After blazing launches, Nigerian 4G networks have began to embrace the poor quality of service that ISPs in the country are generally known for.
Using wireless internet connection as your primary means of internet access in Nigeria requires that you have a healthy dose of patience and long-suffering. If you do not have this essential trait, you just might end up a stark raving mad person. The service tends to work fine right after launch before rapidly deteriorating later.
It seems to be an established pattern regardless of what network is involved. Let me give you two recent examples.
When Ntel first launched in Lagos, coverage at my office in Ikeja was poor. If your smartphone or midi had exceptional reception capabilities, you got one bar steadily. Once in a brief while, it strays into two bars. But it was usable. Subscribers got 4G speeds there.
Fast-forward to date and the story is different. Coverage has not improved. Neither has it deteriorated. But good luck trying to use Ntel 4G for anything serious at that location. You will get speeds in the range of 200 Kbps. Useless.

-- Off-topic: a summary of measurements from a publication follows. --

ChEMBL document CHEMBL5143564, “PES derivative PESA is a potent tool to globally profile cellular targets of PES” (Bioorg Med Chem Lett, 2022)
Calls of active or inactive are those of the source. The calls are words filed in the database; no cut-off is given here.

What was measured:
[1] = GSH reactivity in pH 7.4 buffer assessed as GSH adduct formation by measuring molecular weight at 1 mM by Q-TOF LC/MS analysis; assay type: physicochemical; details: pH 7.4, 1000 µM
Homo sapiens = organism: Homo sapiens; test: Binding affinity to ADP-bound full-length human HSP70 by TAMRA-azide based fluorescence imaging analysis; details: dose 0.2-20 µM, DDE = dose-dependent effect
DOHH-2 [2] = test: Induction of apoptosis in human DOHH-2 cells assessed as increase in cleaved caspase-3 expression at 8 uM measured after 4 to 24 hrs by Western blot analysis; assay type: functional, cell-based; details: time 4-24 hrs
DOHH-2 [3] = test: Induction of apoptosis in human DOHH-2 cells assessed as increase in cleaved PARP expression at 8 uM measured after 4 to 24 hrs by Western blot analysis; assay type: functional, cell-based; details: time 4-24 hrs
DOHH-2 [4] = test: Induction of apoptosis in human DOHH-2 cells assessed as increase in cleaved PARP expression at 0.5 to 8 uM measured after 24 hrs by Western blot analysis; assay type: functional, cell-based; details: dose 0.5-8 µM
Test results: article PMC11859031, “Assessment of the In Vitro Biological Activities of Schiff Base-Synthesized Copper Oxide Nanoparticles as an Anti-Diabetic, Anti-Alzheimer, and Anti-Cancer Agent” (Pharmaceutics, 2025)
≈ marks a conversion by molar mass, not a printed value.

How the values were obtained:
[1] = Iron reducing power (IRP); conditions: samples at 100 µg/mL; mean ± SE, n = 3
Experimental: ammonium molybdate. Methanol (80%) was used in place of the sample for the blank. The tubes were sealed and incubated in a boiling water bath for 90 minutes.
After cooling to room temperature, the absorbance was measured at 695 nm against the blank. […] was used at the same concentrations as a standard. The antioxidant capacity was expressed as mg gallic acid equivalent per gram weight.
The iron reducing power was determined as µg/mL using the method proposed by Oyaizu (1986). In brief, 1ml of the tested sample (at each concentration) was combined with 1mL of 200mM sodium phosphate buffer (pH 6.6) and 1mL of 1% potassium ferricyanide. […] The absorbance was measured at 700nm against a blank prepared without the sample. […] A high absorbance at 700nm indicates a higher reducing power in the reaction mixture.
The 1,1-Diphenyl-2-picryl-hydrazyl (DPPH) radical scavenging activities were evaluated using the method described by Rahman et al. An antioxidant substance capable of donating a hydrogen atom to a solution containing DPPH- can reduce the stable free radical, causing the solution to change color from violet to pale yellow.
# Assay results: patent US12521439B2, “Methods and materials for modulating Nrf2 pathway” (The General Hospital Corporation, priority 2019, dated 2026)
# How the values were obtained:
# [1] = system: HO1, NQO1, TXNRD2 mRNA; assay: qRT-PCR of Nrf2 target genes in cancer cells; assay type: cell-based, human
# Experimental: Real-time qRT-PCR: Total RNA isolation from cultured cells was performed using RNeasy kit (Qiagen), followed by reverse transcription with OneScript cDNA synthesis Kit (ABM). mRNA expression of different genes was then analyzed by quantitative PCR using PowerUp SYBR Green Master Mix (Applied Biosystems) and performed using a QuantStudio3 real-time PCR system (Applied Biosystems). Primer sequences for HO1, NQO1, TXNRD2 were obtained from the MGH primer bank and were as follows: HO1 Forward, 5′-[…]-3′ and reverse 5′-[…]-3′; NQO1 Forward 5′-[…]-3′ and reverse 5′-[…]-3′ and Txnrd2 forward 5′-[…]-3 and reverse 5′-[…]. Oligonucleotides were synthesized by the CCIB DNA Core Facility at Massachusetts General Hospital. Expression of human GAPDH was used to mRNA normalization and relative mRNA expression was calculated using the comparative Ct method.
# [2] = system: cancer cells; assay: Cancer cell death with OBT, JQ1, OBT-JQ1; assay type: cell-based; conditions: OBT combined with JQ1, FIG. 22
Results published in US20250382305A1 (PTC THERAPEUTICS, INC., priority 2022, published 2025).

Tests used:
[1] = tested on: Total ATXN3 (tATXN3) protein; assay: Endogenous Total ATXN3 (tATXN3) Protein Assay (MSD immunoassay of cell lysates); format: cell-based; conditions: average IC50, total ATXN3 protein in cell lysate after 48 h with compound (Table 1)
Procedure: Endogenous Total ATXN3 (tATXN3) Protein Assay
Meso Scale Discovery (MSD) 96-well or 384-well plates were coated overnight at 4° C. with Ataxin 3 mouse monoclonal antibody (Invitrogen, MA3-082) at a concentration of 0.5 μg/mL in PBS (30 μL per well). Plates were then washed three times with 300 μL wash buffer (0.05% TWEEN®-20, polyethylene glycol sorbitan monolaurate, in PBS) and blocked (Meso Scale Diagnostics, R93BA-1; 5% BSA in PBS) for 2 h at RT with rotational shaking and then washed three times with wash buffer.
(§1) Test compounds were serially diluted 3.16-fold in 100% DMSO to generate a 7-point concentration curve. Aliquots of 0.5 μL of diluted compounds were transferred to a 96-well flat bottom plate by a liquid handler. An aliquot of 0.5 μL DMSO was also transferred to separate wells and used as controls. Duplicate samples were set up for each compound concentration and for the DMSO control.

When MTN launched 4G service shortly after Ntel’s entry, it worked well both at home and at the office. This is months later too and the story has changed. At the office, I get full 4G signal but the connection doesn’t work. At home, I now no longer get a 4G signal. Either way, the MTN 4G network is currently useless to me.
Nigerian 4G Networks: Same Old Issues
As mentioned earlier, this pattern cuts across all the operators. If it isn’t happening now on your mobile network, just exercise patience. A customer service nightmare will be with you shortly.
Subscribers have been complaining about these issues for years. Nobody seems to have been able to figure out how to deliver great quality of service to users without a deterioration setting in. Nobody. And that sucks badly. The more things change, the more things stay the same.
Founder of MobilityArena. Yomi’s journey in mobile started in 2001. Besides obsessing over mobile phones, he also started creating WAP sites (early mobile-friendly websites created with WML). He began writing about phones in 2004 and has been at it since then. He has owned over 200 devices, from Symbian, Palm, PocketPC/Windows Mobile, BlackBerry/BB10, webOS, Windows Phone, Firefox, Ubuntu Touch, to Android, iOS, and KaiOS operating systems.